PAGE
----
- The French Academy was established in Paris in 1648 to prevent the city's guild from placing restrictions on artists. The founding members (the Le Nain brothers, Laurent de la Hyre, Charles Lebrun, and others) petitioned Louis XIV, then a child, for permission to establish said institution. Anne of Austria, the king's mother and regent, favored the suppression of guilds, so permission was granted. The purpose of the academy was to provide art instruction for students, live models to draw from, and lectures by specialists. In 1655 the king allocated a stipend for the academy's upkeep and gave its members the use of the Collège Royal de l'Université as headquarters. In the following year, the headquarters were moved into the Louvre Palace, and in 1661 a dictatorship was established under minister Jean Baptiste Colbert and Lebrun, who by now had become painter to the king. All artists in the king's service were required to join the academy or lose their privileges, and the king's tastes were imposed upon them. The basis for the academy's teachings now relied on Nicolas Poussin 's views that painting must appeal to reason, it must be intellectual, and cater to the well educated. Nature should not be imitated but improved upon, and only noble subjects with dignified figures and gestures should be rendered. With this, the original purpose of the establishment of the academy to provide artistic freedom was unfortunately lost.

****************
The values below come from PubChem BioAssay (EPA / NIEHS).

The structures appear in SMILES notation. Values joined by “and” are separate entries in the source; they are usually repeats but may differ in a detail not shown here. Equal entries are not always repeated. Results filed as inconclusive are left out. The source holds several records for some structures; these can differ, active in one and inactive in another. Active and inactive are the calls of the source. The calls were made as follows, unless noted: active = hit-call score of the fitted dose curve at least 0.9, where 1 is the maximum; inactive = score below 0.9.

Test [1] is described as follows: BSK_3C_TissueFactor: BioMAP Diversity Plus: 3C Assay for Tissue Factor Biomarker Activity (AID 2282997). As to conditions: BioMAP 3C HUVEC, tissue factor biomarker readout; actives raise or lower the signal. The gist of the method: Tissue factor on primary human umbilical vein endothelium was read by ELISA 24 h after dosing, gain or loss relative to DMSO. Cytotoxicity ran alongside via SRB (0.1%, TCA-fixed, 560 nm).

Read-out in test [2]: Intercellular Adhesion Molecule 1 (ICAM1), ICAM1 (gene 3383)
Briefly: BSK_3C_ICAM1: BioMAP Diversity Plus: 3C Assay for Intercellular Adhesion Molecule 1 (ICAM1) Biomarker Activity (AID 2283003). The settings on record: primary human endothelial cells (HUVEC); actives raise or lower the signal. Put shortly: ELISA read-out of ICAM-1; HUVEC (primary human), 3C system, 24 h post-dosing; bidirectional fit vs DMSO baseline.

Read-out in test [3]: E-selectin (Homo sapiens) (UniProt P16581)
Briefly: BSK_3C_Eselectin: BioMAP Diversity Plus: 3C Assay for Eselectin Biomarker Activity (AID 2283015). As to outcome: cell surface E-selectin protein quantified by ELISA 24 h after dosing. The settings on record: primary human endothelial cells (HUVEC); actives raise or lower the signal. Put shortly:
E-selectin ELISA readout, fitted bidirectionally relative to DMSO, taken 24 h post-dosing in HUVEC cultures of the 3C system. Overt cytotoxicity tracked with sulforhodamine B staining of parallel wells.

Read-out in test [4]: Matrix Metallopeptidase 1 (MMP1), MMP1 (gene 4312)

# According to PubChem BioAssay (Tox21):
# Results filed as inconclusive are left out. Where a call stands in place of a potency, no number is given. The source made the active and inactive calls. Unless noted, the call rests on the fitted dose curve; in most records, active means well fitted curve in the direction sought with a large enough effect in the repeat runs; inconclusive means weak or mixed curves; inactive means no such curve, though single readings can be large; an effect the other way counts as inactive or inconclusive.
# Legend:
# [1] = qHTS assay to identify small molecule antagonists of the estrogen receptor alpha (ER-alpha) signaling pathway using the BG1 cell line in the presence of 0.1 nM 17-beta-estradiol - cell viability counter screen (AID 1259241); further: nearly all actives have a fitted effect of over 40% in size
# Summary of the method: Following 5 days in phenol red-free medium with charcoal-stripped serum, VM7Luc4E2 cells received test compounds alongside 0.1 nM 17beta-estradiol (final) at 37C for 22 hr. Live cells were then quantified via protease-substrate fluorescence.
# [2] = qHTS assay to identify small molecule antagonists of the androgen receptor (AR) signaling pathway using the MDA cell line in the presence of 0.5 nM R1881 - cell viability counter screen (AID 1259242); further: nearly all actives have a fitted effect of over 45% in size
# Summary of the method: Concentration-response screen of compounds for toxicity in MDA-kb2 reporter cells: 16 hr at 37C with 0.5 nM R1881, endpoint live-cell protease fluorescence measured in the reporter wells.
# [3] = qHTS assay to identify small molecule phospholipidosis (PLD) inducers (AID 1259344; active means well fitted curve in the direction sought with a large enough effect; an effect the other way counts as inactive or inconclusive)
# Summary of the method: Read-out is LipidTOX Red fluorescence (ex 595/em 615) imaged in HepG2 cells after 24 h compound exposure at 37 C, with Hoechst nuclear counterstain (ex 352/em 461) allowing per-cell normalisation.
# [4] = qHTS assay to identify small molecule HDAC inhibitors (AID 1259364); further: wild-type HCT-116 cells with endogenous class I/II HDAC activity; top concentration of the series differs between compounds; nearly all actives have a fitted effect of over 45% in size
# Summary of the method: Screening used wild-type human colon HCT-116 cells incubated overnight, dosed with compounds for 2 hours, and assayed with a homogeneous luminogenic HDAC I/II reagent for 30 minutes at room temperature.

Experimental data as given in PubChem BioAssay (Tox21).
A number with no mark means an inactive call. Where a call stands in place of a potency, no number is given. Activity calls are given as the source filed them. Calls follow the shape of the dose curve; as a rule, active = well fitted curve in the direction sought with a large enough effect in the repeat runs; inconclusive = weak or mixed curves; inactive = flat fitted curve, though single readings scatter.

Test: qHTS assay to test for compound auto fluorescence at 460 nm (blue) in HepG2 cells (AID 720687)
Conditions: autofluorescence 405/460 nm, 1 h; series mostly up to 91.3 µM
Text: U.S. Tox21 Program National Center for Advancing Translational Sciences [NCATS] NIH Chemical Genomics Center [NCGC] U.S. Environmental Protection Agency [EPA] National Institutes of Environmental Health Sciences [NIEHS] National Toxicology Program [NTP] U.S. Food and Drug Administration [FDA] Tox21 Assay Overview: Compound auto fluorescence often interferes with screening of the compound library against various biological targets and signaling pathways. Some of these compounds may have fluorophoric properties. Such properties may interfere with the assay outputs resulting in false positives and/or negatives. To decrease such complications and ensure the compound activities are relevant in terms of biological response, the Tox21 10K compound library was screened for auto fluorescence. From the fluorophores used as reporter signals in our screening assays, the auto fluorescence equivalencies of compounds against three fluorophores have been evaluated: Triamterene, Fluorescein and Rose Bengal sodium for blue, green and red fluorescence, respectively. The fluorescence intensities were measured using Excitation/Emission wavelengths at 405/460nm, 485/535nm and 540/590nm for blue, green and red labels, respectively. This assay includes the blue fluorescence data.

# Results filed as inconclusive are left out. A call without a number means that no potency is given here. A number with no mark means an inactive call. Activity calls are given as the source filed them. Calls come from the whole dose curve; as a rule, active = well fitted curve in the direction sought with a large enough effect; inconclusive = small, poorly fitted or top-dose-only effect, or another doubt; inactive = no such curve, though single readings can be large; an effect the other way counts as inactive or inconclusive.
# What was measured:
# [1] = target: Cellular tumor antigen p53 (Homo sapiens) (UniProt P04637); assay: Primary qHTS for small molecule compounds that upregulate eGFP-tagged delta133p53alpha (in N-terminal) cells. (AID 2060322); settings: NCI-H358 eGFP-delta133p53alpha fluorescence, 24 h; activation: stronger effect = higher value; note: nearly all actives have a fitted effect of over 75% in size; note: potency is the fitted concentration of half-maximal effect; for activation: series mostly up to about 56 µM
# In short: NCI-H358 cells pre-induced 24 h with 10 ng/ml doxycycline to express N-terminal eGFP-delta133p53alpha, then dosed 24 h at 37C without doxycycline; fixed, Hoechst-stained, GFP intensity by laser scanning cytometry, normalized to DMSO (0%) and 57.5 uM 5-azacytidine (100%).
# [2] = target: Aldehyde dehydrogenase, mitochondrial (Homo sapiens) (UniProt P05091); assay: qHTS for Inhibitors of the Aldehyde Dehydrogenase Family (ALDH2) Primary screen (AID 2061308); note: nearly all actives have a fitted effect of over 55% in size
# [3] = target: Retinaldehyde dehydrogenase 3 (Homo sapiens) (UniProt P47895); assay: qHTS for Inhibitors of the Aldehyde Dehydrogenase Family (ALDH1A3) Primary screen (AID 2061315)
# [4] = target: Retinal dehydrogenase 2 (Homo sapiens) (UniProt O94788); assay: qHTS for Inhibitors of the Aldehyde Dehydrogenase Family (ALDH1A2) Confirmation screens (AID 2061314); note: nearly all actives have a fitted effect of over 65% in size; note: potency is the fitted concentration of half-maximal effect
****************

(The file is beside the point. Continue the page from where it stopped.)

Historical dictionary of Renaissance art. Lilian H. Zirpolo. 2008.
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